What Is an Open-Vent Heating System?

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What Is an Open-Vent Heating System?
An open-vent heating system automatically manages the radiator water supply level. (white radiator image by Ekaterina Sidorenko from Fotolia.com)

An open-vent heating system refers to a system that contains a header tank used to keep the radiator system and boiler topped off with water. Open-vent heating system uses different heating methods than sealed systems.

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Open-Vented

Open-vent heating systems contain a float valve in the tank which connects to the main water and is used to keep the water level in the tank correct. Water heats as it rises to the top of the cylinder, enabling it to be drawn off through hot water taps or shower outlets.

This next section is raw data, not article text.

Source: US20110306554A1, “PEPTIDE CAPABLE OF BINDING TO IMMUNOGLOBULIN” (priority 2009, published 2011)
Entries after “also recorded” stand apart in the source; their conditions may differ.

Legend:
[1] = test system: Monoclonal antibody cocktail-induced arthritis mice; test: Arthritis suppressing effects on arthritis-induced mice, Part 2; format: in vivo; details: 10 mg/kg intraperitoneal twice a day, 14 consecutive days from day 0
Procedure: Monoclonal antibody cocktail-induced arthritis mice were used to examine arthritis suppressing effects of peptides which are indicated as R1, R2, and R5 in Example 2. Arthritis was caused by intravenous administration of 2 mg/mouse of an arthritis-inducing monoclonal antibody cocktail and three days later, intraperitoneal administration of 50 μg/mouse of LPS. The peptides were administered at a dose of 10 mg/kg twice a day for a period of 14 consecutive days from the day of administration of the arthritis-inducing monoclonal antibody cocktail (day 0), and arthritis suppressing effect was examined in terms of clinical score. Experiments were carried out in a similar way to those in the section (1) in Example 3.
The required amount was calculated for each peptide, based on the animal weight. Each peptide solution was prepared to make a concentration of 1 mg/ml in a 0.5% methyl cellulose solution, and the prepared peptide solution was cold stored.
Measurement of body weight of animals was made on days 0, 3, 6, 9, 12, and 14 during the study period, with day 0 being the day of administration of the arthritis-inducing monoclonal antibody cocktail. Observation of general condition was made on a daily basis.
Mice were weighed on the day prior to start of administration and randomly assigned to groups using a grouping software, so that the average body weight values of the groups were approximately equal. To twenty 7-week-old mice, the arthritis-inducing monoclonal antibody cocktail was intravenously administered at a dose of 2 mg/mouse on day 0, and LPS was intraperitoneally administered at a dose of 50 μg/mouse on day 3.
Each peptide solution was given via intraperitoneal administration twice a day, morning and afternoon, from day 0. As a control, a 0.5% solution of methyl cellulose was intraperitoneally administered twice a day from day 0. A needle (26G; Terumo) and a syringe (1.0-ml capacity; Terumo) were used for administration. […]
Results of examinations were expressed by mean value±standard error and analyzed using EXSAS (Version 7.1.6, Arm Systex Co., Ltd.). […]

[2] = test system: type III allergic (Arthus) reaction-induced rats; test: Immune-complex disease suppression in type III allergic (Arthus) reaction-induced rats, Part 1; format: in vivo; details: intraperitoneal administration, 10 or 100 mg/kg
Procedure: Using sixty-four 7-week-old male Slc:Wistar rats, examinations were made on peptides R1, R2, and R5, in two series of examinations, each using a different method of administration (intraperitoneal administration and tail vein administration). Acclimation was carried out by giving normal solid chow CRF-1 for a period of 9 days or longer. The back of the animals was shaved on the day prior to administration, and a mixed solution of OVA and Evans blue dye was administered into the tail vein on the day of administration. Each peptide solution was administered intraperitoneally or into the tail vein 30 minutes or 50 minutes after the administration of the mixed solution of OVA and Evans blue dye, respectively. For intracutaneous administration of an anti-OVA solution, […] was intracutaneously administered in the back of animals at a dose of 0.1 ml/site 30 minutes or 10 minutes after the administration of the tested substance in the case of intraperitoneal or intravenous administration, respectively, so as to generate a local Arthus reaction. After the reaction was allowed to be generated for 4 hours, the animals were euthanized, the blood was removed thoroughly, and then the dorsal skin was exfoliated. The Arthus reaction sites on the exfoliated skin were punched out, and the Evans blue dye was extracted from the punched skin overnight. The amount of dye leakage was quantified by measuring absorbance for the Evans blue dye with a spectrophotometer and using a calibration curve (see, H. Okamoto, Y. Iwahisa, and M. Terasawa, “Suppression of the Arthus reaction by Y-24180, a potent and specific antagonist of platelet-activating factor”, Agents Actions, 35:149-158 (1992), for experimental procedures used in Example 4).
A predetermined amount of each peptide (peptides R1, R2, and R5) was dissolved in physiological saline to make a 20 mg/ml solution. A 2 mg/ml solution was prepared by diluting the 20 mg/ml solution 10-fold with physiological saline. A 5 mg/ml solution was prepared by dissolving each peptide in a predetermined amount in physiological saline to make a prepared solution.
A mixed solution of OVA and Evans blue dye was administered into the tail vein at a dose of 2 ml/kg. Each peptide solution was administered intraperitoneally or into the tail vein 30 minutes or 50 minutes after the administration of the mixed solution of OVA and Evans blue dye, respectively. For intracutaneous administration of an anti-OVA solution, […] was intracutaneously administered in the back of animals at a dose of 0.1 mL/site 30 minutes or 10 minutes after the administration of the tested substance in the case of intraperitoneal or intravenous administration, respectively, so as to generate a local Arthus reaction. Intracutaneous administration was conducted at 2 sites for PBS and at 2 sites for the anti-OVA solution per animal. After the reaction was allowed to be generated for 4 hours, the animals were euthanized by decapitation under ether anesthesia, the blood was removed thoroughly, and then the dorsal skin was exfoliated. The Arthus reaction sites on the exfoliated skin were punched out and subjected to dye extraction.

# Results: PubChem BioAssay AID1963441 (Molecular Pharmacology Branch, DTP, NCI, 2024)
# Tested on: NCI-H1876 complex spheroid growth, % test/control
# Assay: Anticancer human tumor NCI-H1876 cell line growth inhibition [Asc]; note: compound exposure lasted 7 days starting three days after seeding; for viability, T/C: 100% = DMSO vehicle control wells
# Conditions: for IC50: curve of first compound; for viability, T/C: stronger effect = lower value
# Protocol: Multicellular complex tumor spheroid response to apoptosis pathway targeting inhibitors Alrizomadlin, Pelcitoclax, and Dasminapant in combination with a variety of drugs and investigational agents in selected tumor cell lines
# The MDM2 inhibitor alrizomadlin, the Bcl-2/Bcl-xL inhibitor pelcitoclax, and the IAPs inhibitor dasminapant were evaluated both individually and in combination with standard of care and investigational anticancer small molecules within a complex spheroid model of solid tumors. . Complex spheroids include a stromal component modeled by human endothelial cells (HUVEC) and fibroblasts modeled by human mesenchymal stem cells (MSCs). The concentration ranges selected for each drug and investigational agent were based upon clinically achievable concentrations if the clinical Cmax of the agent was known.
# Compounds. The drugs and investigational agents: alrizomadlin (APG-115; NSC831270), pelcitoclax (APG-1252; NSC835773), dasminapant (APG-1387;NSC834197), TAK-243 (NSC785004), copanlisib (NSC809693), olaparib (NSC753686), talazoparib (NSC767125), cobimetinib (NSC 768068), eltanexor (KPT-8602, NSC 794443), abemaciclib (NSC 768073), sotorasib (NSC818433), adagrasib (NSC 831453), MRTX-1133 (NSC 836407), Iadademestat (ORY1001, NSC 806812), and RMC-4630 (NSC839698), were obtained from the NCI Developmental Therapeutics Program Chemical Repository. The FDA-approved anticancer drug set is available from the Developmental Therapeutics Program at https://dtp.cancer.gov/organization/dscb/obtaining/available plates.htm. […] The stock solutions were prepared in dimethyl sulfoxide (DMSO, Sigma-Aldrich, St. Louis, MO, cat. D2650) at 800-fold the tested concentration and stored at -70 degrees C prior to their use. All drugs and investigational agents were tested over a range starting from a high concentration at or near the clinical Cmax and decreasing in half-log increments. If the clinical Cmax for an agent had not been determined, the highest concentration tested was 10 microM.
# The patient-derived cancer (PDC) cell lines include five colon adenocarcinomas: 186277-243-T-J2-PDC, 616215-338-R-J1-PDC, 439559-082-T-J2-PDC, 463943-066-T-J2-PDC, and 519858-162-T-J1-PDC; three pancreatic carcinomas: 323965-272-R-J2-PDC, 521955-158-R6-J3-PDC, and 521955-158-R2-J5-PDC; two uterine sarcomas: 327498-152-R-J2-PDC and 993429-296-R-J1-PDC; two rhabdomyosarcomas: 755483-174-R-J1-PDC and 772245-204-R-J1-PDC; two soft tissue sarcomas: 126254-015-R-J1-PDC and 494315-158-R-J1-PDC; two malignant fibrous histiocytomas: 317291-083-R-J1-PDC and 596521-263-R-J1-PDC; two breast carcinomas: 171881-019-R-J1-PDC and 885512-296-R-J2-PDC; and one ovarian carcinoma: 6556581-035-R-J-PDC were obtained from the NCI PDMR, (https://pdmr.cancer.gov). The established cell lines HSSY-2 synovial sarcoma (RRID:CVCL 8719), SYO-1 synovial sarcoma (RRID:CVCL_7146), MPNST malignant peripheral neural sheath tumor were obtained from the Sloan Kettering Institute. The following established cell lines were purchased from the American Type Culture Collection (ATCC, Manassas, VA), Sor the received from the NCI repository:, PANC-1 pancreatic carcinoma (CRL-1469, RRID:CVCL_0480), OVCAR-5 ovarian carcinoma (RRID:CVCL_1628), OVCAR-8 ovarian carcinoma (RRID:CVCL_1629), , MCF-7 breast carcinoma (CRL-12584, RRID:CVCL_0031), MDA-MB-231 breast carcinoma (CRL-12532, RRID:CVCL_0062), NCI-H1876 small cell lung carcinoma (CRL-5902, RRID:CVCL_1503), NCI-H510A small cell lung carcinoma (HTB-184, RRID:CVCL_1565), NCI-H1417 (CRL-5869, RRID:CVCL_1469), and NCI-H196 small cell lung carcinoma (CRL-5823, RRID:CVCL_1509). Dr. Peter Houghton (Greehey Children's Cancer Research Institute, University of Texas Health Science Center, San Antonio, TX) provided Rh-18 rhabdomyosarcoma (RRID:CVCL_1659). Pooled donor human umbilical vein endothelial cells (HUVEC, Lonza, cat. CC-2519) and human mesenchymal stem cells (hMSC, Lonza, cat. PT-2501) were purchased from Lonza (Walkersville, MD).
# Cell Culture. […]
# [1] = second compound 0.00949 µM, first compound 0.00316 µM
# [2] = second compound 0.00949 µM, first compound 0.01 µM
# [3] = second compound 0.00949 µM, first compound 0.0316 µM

Advantages

Advantages of open-vent heating systems over sealed heating systems include automatically-topped off water levels, without the human intervention needed in sealed systems. Sealed systems use an expansion vessel as opposed to a header tank, which is fitted with a compressible air bladder. Expansion vessels can malfunction due to bladder leakage, and are not always able to accommodate increases in volume of heating system contents, leading to system pressure loss.

Disadvantages

Open-vent heating system usage requires sufficient attic space, which can be problematic in smaller homes. The header tank must also be positioned higher than the cylinder, but must still be accessible, and must possess a continuous route to the outside for the overflow pipe. Sealed heating systems do not require such specific positioning.

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